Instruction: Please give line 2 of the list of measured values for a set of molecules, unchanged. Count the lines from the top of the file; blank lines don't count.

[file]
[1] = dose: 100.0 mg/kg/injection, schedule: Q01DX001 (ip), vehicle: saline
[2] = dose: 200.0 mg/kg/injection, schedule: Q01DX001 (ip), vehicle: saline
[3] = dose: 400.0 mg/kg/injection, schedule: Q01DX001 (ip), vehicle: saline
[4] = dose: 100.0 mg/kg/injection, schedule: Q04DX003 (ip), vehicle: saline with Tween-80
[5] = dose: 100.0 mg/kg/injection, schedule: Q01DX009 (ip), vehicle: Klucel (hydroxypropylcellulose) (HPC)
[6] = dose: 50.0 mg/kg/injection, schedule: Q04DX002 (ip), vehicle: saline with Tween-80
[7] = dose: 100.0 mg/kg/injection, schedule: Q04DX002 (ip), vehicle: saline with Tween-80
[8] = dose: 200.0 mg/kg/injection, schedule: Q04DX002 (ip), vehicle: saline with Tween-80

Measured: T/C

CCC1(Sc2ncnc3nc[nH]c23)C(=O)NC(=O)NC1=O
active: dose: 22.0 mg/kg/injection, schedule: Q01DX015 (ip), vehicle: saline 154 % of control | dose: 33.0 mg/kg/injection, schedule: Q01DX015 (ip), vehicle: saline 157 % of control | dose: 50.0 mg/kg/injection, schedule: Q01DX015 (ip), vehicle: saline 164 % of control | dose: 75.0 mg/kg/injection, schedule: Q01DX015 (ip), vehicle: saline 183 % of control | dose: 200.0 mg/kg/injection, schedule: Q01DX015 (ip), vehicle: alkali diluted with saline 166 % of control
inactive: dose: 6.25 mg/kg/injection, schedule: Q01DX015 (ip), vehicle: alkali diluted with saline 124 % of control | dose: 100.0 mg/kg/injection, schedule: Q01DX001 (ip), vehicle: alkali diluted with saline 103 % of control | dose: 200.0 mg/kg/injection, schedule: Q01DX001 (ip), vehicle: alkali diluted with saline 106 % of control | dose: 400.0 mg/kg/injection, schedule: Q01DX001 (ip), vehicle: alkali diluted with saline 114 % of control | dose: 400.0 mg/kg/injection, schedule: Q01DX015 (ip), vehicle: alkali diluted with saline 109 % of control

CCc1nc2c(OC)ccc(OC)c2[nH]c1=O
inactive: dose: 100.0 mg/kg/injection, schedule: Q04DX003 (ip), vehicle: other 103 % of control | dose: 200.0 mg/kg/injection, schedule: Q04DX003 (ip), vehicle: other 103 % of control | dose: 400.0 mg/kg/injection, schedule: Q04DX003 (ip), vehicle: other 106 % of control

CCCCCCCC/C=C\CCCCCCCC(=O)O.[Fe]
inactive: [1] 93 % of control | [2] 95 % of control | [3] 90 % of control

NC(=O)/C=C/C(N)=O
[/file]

[2] = dose: 200.0 mg/kg/injection, schedule: Q01DX001 (ip), vehicle: saline